But the people who believe this rumor say that the Pakistani army is doing this in order to make money off the Americans. According to a Peshawar reporter (who cannot be named here for security reasons) who was one of the first to report the creep of the Taliban in Swat in 2007, the reaction has thus been double-edged. He wrote in a background interview for the Jewish Journal: “The right-wing Jamaat Islami [JI] in Khyber Pakhtunkhwa issued a sheepish and weak statement on the day Malala was attacked, terming the incident as ‘an attack on humanity.’ However, in the same breath it linked pro-U.S. policies of government with lawlessness across the country, saying that such policies have [turned] Pakistan into a battleground.”
This kind of talk from the JI deflects from the criminality of groups that operate outside the writ of the Pakistani state.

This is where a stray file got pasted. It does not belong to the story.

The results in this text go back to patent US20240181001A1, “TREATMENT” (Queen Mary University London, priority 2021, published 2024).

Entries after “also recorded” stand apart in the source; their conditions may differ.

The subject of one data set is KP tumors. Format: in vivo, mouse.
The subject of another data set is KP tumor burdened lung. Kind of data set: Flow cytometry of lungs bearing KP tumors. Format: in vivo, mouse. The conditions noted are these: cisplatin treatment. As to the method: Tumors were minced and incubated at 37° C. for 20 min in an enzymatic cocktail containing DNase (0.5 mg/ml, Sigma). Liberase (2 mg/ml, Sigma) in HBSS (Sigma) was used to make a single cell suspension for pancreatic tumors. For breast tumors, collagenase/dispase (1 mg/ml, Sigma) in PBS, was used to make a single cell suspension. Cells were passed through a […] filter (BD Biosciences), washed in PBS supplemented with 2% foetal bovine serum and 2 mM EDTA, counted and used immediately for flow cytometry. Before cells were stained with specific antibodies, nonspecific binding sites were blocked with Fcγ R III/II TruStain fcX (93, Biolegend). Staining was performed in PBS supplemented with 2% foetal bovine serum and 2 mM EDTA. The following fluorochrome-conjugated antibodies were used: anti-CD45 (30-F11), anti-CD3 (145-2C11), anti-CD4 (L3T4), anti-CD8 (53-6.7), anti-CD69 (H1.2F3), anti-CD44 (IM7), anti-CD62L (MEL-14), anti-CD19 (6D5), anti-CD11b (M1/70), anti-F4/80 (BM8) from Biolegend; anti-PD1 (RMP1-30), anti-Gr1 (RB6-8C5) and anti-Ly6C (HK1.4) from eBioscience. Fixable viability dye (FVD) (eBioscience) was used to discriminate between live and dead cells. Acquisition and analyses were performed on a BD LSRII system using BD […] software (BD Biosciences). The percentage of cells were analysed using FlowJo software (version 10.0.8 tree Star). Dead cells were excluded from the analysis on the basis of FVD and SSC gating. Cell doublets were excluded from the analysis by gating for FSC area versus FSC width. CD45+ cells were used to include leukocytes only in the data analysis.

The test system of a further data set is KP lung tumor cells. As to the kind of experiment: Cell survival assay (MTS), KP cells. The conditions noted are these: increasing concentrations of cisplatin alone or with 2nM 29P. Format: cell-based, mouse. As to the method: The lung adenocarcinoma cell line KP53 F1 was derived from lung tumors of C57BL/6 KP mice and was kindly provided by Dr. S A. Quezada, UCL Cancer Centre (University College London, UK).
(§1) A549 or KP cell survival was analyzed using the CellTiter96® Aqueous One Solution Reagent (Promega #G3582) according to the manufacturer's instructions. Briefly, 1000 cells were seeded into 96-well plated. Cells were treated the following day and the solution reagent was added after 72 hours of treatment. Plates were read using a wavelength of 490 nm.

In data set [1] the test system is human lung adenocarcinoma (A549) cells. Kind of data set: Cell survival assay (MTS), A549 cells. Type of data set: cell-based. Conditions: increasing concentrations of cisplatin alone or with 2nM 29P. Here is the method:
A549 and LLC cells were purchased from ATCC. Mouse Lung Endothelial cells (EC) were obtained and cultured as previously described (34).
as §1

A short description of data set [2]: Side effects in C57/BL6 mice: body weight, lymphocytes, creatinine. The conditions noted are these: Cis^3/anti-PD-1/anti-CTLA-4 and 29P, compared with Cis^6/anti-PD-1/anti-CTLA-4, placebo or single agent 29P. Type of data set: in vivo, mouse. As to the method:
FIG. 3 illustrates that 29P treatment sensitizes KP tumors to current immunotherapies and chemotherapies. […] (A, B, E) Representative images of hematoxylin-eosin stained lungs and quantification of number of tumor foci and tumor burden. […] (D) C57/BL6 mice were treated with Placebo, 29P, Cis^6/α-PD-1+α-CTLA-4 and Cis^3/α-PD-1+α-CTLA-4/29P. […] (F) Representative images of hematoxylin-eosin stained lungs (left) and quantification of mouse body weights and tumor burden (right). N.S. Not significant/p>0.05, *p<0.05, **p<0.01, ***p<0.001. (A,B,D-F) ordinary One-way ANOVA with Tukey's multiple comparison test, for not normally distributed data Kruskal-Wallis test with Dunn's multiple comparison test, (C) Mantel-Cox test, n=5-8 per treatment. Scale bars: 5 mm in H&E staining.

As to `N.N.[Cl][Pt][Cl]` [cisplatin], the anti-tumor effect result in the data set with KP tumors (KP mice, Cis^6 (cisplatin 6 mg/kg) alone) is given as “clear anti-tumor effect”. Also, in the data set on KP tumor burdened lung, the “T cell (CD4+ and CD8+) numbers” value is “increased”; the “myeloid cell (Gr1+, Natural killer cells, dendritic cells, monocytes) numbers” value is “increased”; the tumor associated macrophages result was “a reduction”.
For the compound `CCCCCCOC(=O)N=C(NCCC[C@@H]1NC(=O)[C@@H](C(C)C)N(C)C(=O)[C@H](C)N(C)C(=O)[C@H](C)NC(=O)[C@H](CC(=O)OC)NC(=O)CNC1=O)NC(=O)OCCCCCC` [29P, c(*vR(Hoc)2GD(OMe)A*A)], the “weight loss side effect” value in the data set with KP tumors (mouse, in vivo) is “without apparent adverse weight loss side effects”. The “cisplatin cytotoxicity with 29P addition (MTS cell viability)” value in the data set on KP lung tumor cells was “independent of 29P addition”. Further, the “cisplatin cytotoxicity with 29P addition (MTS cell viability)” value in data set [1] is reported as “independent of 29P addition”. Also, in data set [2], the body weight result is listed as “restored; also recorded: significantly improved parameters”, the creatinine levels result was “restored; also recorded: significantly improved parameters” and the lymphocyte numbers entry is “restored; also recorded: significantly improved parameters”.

The reporter went on to say: “The media attention which Malala received itself became a bone of contention. Many people argue that in a country which has lost about 40,000 people [to terrorism] over the past decade, besides tens of thousands being injured and crippled, why has such a hue and cry been made over a single attack?”
In the absence of general clarity on the army’s policies, the workings of the intelligence agencies and their links to proxy groups, the people of Pakistan tend to fall prey to conspiracy theories. “When is the last time you heard of a journalist who went to North Waziristan?” asked the journalist. “Things are never clear.”
But there are certain facts to build on. For those people who have started talking about Malala as an excuse to build support for a military operation in North Waziristan, let them understand that the Pakistani army has not gone there in the decade that the United States has been in Afghanistan (which shares a porous border with North Waziristan), so why assume it will go now, one year ahead of the pullout? (Indeed, there is talk that the United States will leave Afghanistan before 2014.) If there has been pressure on Pakistan’s army to clean up the Haqqani network in North Waziristan, it has been there for a while.